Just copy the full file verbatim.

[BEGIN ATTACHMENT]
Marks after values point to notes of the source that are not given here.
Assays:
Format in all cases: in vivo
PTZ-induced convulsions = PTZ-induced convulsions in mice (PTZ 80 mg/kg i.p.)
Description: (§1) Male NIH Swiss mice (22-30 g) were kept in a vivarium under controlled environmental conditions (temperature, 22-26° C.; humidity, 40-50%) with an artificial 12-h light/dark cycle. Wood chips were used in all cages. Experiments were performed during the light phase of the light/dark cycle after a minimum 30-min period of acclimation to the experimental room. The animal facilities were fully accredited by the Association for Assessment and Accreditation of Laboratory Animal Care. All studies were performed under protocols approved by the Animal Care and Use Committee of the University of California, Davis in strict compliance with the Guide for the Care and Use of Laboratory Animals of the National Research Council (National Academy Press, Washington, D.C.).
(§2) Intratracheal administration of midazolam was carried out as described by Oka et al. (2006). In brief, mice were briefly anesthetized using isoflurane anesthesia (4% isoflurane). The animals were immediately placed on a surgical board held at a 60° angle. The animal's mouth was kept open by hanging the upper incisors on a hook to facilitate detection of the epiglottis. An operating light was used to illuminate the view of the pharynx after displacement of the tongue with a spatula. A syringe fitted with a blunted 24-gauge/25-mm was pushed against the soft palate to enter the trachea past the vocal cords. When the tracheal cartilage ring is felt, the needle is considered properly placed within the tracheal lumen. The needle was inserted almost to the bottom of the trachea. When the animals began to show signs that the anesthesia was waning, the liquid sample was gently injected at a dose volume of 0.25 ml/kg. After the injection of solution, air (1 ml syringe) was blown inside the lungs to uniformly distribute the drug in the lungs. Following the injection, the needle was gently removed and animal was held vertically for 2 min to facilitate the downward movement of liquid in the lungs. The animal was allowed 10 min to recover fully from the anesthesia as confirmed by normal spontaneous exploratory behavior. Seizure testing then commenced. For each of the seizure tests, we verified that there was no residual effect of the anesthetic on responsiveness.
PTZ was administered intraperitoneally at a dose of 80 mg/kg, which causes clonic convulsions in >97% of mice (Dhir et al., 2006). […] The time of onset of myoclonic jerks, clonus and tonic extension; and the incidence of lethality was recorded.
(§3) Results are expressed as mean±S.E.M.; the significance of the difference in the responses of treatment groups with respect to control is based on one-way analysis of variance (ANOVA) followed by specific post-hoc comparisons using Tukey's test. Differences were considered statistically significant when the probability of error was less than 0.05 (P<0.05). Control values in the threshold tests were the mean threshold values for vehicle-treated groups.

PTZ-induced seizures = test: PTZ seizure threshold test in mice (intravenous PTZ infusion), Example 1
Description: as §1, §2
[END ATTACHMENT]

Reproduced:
Marks after values point to notes of the source that are not given here.
Assays:
Format in all cases: in vivo
PTZ-induced convulsions = PTZ-induced convulsions in mice (PTZ 80 mg/kg i.p.)
Description: (§1) Male NIH Swiss mice (22-30 g) were kept in a vivarium under controlled environmental conditions (temperature, 22-26° C.; humidity, 40-50%) with an artificial 12-h light/dark cycle. Wood chips were used in all cages. Experiments were performed during the light phase of the light/dark cycle after a minimum 30-min period of acclimation to the experimental room. The animal facilities were fully accredited by the Association for Assessment and Accreditation of Laboratory Animal Care. All studies were performed under protocols approved by the Animal Care and Use Committee of the University of California, Davis in strict compliance with the Guide for the Care and Use of Laboratory Animals of the National Research Council (National Academy Press, Washington, D.C.).
(§2) Intratracheal administration of midazolam was carried out as described by Oka et al. (2006). In brief, mice were briefly anesthetized using isoflurane anesthesia (4% isoflurane). The animals were immediately placed on a surgical board held at a 60° angle. The animal's mouth was kept open by hanging the upper incisors on a hook to facilitate detection of the epiglottis. An operating light was used to illuminate the view of the pharynx after displacement of the tongue with a spatula. A syringe fitted with a blunted 24-gauge/25-mm was pushed against the soft palate to enter the trachea past the vocal cords. When the tracheal cartilage ring is felt, the needle is considered properly placed within the tracheal lumen. The needle was inserted almost to the bottom of the trachea. When the animals began to show signs that the anesthesia was waning, the liquid sample was gently injected at a dose volume of 0.25 ml/kg. After the injection of solution, air (1 ml syringe) was blown inside the lungs to uniformly distribute the drug in the lungs. Following the injection, the needle was gently removed and animal was held vertically for 2 min to facilitate the downward movement of liquid in the lungs. The animal was allowed 10 min to recover fully from the anesthesia as confirmed by normal spontaneous exploratory behavior. Seizure testing then commenced. For each of the seizure tests, we verified that there was no residual effect of the anesthetic on responsiveness.
PTZ was administered intraperitoneally at a dose of 80 mg/kg, which causes clonic convulsions in >97% of mice (Dhir et al., 2006). […] The time of onset of myoclonic jerks, clonus and tonic extension; and the incidence of lethality was recorded.
(§3) Results are expressed as mean±S.E.M.; the significance of the difference in the responses of treatment groups with respect to control is based on one-way analysis of variance (ANOVA) followed by specific post-hoc comparisons using Tukey's test. Differences were considered statistically significant when the probability of error was less than 0.05 (P<0.05). Control values in the threshold tests were the mean threshold values for vehicle-treated groups.

PTZ-induced seizures = test: PTZ seizure threshold test in mice (intravenous PTZ infusion), Example 1
Description: as §1, §2